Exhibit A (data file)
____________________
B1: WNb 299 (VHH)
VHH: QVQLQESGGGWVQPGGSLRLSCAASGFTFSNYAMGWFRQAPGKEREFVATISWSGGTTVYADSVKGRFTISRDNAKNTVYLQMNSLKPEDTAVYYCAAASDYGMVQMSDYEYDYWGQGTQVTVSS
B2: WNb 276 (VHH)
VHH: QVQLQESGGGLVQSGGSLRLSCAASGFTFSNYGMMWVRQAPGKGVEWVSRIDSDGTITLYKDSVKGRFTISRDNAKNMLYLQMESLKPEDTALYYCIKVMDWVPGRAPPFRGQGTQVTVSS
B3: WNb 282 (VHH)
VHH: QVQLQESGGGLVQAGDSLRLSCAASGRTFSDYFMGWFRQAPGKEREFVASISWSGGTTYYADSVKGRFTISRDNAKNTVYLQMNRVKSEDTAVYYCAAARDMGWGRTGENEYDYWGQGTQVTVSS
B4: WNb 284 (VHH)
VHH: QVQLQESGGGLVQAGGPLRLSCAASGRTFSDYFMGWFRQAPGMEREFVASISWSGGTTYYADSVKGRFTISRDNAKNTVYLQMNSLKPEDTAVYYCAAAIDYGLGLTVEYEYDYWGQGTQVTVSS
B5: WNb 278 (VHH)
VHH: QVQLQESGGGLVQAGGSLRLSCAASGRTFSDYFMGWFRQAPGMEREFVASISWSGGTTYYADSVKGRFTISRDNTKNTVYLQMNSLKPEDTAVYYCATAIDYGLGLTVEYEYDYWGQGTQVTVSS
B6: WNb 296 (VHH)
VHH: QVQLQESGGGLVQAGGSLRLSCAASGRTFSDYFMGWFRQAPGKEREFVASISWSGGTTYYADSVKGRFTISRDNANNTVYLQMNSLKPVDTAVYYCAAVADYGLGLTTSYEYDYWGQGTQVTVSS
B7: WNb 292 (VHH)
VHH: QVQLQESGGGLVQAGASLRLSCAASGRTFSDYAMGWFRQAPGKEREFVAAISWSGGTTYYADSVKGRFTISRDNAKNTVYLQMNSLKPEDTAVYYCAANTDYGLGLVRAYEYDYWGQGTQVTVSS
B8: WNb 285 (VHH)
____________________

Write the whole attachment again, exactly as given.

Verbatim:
B1: WNb 299 (VHH)
VHH: QVQLQESGGGWVQPGGSLRLSCAASGFTFSNYAMGWFRQAPGKEREFVATISWSGGTTVYADSVKGRFTISRDNAKNTVYLQMNSLKPEDTAVYYCAAASDYGMVQMSDYEYDYWGQGTQVTVSS
B2: WNb 276 (VHH)
VHH: QVQLQESGGGLVQSGGSLRLSCAASGFTFSNYGMMWVRQAPGKGVEWVSRIDSDGTITLYKDSVKGRFTISRDNAKNMLYLQMESLKPEDTALYYCIKVMDWVPGRAPPFRGQGTQVTVSS
B3: WNb 282 (VHH)
VHH: QVQLQESGGGLVQAGDSLRLSCAASGRTFSDYFMGWFRQAPGKEREFVASISWSGGTTYYADSVKGRFTISRDNAKNTVYLQMNRVKSEDTAVYYCAAARDMGWGRTGENEYDYWGQGTQVTVSS
B4: WNb 284 (VHH)
VHH: QVQLQESGGGLVQAGGPLRLSCAASGRTFSDYFMGWFRQAPGMEREFVASISWSGGTTYYADSVKGRFTISRDNAKNTVYLQMNSLKPEDTAVYYCAAAIDYGLGLTVEYEYDYWGQGTQVTVSS
B5: WNb 278 (VHH)
VHH: QVQLQESGGGLVQAGGSLRLSCAASGRTFSDYFMGWFRQAPGMEREFVASISWSGGTTYYADSVKGRFTISRDNTKNTVYLQMNSLKPEDTAVYYCATAIDYGLGLTVEYEYDYWGQGTQVTVSS
B6: WNb 296 (VHH)
VHH: QVQLQESGGGLVQAGGSLRLSCAASGRTFSDYFMGWFRQAPGKEREFVASISWSGGTTYYADSVKGRFTISRDNANNTVYLQMNSLKPVDTAVYYCAAVADYGLGLTTSYEYDYWGQGTQVTVSS
B7: WNb 292 (VHH)
VHH: QVQLQESGGGLVQAGASLRLSCAASGRTFSDYAMGWFRQAPGKEREFVAAISWSGGTTYYADSVKGRFTISRDNAKNTVYLQMNSLKPEDTAVYYCAANTDYGLGLVRAYEYDYWGQGTQVTVSS
B8: WNb 285 (VHH)